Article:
Do not try to do DIY gas furnace maintenance or tune-ups yourself. In addition to being dangerous, this may also violate the manufacturer’s warranty. Let properly trained and experienced technical staff perform all gas furnace preventative maintenance. Regardless of your DIY talent, trying DIY furnace maintenance is fraught with hazards and risks to your heating system—and yourself.
If your furnace sputters to a halt during the evening or overnight in the middle of winter, you can bet that the indoor temperature will plummet by morning and everyone will be cold and uncomfortable. It isn’t as bad as outside because you have wind protection and residual heat, but no one in the house will be happy. The key to finding a quick solution to these kinds of scenarios is to align yourself with a reputable, reliable service provider before there is a problem. If you have a local expert in your corner, you can call as soon as something happens and your service disruption will be minimal.
House of Heating Incorporated offers furnace service appointments that help keep your furnace in excellent shape and running efficiently for you all year long. Whether that’s discovering small issues before they become big problems, identifying potential safety hazards or making sure you’re staying in line with your manufacturer’s warranty, our experts have you covered. Our trained technicians complete furnace service with skill, inspecting a number of components in and around your furnace. In fact, our multi-point inspection can help make sure your system works smoothly throughout the winter.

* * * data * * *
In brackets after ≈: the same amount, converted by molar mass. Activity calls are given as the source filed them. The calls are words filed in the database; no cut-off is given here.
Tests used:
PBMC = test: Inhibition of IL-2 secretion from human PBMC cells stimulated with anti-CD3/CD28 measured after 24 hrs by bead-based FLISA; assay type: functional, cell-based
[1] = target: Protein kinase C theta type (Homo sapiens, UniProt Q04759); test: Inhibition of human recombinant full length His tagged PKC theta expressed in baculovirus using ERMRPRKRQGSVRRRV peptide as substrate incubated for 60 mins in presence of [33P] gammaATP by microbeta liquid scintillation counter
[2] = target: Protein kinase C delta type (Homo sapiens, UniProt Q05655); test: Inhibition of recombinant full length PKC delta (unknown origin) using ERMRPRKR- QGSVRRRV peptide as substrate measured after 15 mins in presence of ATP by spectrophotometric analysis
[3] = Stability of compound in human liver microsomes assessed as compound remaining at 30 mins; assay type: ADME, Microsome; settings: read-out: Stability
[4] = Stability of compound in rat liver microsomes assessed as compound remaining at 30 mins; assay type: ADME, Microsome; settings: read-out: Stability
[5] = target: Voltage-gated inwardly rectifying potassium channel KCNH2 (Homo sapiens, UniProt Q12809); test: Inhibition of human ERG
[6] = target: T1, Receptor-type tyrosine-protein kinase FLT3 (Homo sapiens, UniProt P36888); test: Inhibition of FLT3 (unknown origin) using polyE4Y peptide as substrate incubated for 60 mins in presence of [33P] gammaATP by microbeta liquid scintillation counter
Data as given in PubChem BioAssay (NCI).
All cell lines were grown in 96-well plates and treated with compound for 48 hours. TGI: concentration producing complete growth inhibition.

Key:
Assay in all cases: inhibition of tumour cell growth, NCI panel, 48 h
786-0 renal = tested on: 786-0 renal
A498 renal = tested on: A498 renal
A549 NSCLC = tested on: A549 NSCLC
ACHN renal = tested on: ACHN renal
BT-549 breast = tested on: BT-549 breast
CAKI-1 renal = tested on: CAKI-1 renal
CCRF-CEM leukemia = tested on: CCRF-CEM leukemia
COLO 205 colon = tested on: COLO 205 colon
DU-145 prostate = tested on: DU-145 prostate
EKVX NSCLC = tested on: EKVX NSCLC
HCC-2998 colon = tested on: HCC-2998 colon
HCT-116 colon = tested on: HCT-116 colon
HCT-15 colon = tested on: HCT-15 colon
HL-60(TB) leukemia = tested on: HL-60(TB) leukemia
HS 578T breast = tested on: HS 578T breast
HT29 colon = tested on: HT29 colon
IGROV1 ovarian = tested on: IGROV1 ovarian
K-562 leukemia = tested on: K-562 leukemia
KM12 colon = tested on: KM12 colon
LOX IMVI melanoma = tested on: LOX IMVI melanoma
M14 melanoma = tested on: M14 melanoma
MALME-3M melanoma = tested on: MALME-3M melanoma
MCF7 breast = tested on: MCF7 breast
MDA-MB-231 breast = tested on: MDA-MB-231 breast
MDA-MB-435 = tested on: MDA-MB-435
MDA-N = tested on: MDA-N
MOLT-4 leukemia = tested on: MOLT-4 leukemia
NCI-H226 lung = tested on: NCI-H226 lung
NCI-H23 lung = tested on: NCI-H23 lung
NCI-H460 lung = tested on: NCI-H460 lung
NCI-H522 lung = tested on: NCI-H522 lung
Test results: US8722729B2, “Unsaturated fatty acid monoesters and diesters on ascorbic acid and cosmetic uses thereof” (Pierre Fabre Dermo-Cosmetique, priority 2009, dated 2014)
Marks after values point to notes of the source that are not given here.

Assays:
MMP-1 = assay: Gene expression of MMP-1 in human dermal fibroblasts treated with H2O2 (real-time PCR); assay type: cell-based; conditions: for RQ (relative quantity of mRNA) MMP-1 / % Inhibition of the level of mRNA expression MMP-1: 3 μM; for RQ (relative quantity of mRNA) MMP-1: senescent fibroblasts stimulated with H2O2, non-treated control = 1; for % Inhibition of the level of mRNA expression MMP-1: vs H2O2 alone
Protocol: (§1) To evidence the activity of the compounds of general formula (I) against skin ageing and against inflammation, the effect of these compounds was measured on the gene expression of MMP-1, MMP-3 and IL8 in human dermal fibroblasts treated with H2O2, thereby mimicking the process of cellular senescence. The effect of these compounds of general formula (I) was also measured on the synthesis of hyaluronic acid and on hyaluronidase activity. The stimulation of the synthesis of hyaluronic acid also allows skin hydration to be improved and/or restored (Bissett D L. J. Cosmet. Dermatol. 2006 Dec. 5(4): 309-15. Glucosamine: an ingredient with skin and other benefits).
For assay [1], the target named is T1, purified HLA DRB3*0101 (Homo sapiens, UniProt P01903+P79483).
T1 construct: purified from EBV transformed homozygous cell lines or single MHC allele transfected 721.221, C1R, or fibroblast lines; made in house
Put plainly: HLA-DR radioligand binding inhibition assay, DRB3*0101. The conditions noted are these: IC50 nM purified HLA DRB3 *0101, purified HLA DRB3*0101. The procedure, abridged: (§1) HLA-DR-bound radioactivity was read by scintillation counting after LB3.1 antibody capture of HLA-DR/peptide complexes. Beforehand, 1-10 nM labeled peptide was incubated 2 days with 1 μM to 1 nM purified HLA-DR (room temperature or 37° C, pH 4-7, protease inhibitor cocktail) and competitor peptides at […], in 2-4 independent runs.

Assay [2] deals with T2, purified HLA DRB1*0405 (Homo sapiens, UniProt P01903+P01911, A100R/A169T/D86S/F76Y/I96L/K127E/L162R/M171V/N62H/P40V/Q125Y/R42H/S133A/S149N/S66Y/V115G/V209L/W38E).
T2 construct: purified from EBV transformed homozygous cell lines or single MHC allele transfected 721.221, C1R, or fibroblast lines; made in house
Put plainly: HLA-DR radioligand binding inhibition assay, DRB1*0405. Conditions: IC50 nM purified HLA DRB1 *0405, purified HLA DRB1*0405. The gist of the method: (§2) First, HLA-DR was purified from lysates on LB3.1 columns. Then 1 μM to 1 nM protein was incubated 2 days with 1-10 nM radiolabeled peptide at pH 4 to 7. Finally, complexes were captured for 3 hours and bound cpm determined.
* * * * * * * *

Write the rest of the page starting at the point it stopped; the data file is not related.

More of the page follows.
Turn off the gas supply valve, typically located by your gas meter on the gas inlet pipe. Turn off the gas by rotating the valve one quarter turn with an adjustable wrench. When the gas is off, the valve’s oblong stem points perpendicular to the inlet pipe. Then call your gas utility or the fire department from a remote location. Do not return to your home until you know it is safe.
Next check and clean the furnace’s flame sensor. The video below shows you how—note that this guy fixes it in about 5 minutes. We would probably use a little bit of emory paper, but he cleans the sensor with a 5-dollar bill. Another video further down the page under the discussion of “If your furnace keeps shutting off after about 5 minutes” shows the same project with a different brand of furnace.
Great article! I am having trouble identifying what to use for the aluminum or zinc strips to prevent organic growth and staining. How wide are the strips? Are they predrilled? I am starting to see black stains on the north facing asphalt shingles. Do you recommend treating that befor adding the metal strips? If so, 50/50 bleach and water or a commercial product?